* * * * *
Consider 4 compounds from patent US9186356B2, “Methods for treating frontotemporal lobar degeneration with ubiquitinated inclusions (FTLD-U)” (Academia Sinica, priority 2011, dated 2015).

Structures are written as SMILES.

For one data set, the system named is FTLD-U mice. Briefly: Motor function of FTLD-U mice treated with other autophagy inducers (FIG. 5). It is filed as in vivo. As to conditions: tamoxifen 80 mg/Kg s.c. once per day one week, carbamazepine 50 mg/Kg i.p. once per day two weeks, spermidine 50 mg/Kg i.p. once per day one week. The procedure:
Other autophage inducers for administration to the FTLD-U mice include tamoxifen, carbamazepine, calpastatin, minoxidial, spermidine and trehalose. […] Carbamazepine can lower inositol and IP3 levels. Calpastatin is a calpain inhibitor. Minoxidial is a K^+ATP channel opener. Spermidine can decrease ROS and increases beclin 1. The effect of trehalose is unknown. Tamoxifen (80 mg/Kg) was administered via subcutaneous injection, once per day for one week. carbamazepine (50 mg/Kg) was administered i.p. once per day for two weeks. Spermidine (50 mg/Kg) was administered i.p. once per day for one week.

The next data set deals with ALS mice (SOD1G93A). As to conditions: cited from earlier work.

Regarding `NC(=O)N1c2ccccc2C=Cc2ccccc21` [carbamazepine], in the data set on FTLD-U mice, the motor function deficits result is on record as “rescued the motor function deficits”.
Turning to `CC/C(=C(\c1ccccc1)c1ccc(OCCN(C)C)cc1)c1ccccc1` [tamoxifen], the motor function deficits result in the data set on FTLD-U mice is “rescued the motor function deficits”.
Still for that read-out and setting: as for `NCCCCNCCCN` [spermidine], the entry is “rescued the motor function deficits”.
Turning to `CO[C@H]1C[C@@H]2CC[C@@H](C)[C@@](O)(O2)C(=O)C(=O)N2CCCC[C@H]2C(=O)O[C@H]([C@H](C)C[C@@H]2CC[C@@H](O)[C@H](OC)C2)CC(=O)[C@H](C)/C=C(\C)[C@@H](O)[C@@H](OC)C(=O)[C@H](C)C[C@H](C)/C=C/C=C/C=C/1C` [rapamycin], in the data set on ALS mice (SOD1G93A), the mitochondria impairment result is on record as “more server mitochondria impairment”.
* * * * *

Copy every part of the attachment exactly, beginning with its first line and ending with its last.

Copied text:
Consider 4 compounds from patent US9186356B2, “Methods for treating frontotemporal lobar degeneration with ubiquitinated inclusions (FTLD-U)” (Academia Sinica, priority 2011, dated 2015).

Structures are written as SMILES.

For one data set, the system named is FTLD-U mice. Briefly: Motor function of FTLD-U mice treated with other autophagy inducers (FIG. 5). It is filed as in vivo. As to conditions: tamoxifen 80 mg/Kg s.c. once per day one week, carbamazepine 50 mg/Kg i.p. once per day two weeks, spermidine 50 mg/Kg i.p. once per day one week. The procedure:
Other autophage inducers for administration to the FTLD-U mice include tamoxifen, carbamazepine, calpastatin, minoxidial, spermidine and trehalose. […] Carbamazepine can lower inositol and IP3 levels. Calpastatin is a calpain inhibitor. Minoxidial is a K^+ATP channel opener. Spermidine can decrease ROS and increases beclin 1. The effect of trehalose is unknown. Tamoxifen (80 mg/Kg) was administered via subcutaneous injection, once per day for one week. carbamazepine (50 mg/Kg) was administered i.p. once per day for two weeks. Spermidine (50 mg/Kg) was administered i.p. once per day for one week.

The next data set deals with ALS mice (SOD1G93A). As to conditions: cited from earlier work.

Regarding `NC(=O)N1c2ccccc2C=Cc2ccccc21` [carbamazepine], in the data set on FTLD-U mice, the motor function deficits result is on record as “rescued the motor function deficits”.
Turning to `CC/C(=C(\c1ccccc1)c1ccc(OCCN(C)C)cc1)c1ccccc1` [tamoxifen], the motor function deficits result in the data set on FTLD-U mice is “rescued the motor function deficits”.
Still for that read-out and setting: as for `NCCCCNCCCN` [spermidine], the entry is “rescued the motor function deficits”.
Turning to `CO[C@H]1C[C@@H]2CC[C@@H](C)[C@@](O)(O2)C(=O)C(=O)N2CCCC[C@H]2C(=O)O[C@H]([C@H](C)C[C@@H]2CC[C@@H](O)[C@H](OC)C2)CC(=O)[C@H](C)/C=C(\C)[C@@H](O)[C@@H](OC)C(=O)[C@H](C)C[C@H](C)/C=C/C=C/C=C/1C` [rapamycin], in the data set on ALS mice (SOD1G93A), the mitochondria impairment result is on record as “more server mitochondria impairment”.